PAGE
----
Stephen went on to talk about ways in which we could address these issues by learning to define, and communicate testing better. We also debated whether or not testing was a science in itself, or whether we simply apply scientific (and other e.g. engineering, journalistic) principles to it. Testing ethics and integrity were also the subject of some discussion at this point.

Luke Barfield went next with a brainstorming session on ways in which we might choose to influence people. Some of those identified included:

  • Force/intimidation
  • Position
  • Exchange
  • Respect
  • Timing
  • Tools
  • Seeding
  • Silver tongue
  • Enthusiasm
  • Documentation

Various discussions followed regarding the efficacy and ethics of following the approaches identified.

The ubiquitous Mohinder Khosla followed Luke with a SWOT Analysis approach to examining our levels of influence.  I haven’t used SWOT much before and this actually seemed like it might be quite a useful tool to identify our impact or conversely barriers to our having an influence in a project context. For example, one might isolate something like communication skills as being a weakness that prevents us from having the desired level of influence. Other people’s agendas may also threaten our ability to be a force for change. I plan on investigating this further at a later date. Thanks for the idea Mohinder! 🙂

We concluded the day with a Q&A session from Vernon Richards on how to motivate and enthuse testers to be better at their jobs. Various ideas were discussed including meetup’s, conferences, brown bag lunches, tester games, The Testing Planet, coaching etc. One of the main points here (for me at least) was that if you want 9-5 testers to invest in their career, you have to give them time out of their working day in order to do so. For example, if you want them to read a book, or some blogs on testing – set aside a couple of hours a week as reading time. Don’t expect them to do it on their own time.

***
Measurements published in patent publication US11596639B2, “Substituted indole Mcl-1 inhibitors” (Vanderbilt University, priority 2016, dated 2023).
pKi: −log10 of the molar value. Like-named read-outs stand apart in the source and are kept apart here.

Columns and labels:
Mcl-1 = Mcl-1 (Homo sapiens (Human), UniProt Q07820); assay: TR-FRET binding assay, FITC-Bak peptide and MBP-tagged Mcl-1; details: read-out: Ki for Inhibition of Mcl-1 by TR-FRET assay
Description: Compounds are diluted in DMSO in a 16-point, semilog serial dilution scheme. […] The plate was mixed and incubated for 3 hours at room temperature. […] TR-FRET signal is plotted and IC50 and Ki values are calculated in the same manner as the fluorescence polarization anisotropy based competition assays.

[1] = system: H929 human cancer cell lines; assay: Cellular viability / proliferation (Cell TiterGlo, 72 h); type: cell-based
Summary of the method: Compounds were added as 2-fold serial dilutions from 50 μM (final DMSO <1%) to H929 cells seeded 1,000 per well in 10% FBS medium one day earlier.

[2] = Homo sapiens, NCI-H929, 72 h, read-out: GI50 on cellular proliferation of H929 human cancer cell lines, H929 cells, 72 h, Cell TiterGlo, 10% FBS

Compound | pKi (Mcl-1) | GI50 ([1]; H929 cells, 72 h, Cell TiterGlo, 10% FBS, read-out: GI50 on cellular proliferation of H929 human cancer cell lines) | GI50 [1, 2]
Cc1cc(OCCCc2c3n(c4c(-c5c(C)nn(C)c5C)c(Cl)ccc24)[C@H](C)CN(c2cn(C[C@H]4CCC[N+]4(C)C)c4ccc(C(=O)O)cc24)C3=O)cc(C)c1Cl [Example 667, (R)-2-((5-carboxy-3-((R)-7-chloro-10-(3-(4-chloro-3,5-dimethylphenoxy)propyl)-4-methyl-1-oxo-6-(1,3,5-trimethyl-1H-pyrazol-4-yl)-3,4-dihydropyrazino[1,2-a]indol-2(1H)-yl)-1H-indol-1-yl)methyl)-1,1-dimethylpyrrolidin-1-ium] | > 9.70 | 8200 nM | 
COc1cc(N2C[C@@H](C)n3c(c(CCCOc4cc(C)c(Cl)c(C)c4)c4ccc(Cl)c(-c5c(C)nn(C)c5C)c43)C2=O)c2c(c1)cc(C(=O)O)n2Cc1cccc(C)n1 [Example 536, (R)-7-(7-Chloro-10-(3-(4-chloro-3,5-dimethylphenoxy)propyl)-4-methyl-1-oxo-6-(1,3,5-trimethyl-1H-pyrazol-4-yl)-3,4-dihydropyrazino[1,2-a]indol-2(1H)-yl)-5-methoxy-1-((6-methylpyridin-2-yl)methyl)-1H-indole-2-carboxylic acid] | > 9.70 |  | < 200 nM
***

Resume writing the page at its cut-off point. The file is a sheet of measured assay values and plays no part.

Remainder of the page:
Sad, but true. Not all of us are so committed to our craft, that we’ll take time out of our own busy schedules to learn and improve our skill sets. And this, to some extent, sums up the day for me. It was a time set aside for the über-committed to talk, and to learn, to discuss and debate the skills that we apply as professional testers in the projects on which we work, to help deliver the best quality product that we can. Not necessarily by directly applying our skills to the software under test, but by being a force for good in a wider sense. By identifying communication, or process issues and by being aware of and increasing our influence as testers, we can shape and guide the direction of an engineering project, for good or bad. Since as we identified during Luke’s talk, every interaction has an influential outcome. Being aware of, and improving our ability to influence for the good is definitely something that we as testers should be aiming for.

We plan on organising MEWT2 for sometime in September/October. It would be awesome to see even more committed testers getting involved. Please do watch this space for more information in the future!

 

- Simon

P.S If you're interested in learning more about performance testing, checkout my Performance Testing 101 course here.